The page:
Football linemen are more prone to injury in their shoulders because of the huge forces in pushing and resisting the opposing man. Blocking naturally requires arms and shoulders reaching forward which, if forced into an unnatural angle, can tear the shoulder support network. 

If you play O-Line or D-Line, make sure you’re familiar with what’s going on in this diagram.


Shoulder Labrum

Source: Orthopaedic Associates of St. Augustine


The labrum is a type of cartilage found in the shoulder joint. It cushions the ball end of the humerus bone as it fits into the shoulder socket. This cushion provides shock absorption and helps to keep the arm in the socket.

Very strong external pressures on the football field during tackles or aggressive blocking can cause torn labrums, where this cartilage no longer attaches to the bone. It can take four to six weeks for the body to reattach a torn labrum, and another four to six weeks for it to be strong again.

Take a guess which protein the labrum is made from. That’s right, densely packed fiber bundles of collagen give the labrum strength and rigidity.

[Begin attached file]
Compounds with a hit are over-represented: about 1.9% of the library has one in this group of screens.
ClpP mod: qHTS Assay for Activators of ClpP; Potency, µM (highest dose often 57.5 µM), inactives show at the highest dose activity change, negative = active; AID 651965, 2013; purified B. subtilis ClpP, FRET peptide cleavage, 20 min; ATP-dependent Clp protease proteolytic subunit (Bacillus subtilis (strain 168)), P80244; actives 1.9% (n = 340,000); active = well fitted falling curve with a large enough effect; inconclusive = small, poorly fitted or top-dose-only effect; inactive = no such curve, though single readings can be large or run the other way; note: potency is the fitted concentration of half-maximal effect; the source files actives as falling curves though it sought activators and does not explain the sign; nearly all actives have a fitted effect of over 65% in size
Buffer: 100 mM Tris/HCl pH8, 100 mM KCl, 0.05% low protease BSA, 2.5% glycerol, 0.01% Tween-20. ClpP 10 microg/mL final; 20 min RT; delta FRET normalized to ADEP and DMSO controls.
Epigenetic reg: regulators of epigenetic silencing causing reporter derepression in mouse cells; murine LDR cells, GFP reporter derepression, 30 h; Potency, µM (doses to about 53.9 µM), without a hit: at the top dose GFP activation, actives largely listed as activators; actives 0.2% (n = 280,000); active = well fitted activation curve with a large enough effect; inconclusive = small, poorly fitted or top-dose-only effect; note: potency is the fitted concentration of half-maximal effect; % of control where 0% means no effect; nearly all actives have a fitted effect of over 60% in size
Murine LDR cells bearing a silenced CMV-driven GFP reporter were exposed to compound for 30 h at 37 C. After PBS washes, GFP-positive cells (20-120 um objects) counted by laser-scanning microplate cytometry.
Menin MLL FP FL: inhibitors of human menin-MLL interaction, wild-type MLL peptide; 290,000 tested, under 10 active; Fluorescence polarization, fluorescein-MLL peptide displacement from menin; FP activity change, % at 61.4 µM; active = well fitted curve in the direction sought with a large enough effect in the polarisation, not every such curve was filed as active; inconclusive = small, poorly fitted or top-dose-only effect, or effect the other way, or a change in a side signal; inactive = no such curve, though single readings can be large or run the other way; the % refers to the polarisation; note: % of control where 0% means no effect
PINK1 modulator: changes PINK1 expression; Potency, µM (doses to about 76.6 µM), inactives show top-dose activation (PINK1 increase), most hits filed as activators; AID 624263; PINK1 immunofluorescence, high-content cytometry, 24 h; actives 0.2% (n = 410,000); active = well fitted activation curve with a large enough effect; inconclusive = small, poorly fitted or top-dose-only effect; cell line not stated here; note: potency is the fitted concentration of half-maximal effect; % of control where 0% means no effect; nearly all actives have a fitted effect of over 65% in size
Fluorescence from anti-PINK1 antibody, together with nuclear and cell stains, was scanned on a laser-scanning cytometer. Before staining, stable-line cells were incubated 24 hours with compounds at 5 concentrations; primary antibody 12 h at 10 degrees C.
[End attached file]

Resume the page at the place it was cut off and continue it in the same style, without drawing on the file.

All the reasons why collagen prevents and aids recovery to knee ligaments also applies to the achilles tendon and the labrum. 

Think of collagen as the go-to protein that the body uses for cartilage, ligaments, and tendons. This replenishing of protein after the wear and tear of exercise is a crucial part of staying healthy - and may reduce the risk of some of the most common football injuries.

The best routine for preventing common football injuries

Even though the benefits of collagen are significant, taking collagen should only be part of a common football injury prevention routine. In addition to fueling up with collagen, young athletes should also consider proper stretching and stability routines, and healthy, balanced nutrition. 

Stretching techniques

Going from first gear to top gear opens the door to injuries if your body isn’t warmed up. Gentle progression, activation, and cool-downs don’t sound glamorous, but they can make all the difference on the field. 

Stretching regularly throughout the day will loosen your muscles and prime them for work.

Tight muscles and ligaments will snap, not flex, under pressure. We encourage athletes to think beyond the obvious big muscle stretches and show some care to smaller muscles too. Wrists, ankles, and neck muscles also need to be loosened, and taking care of them may reduce common football injuries.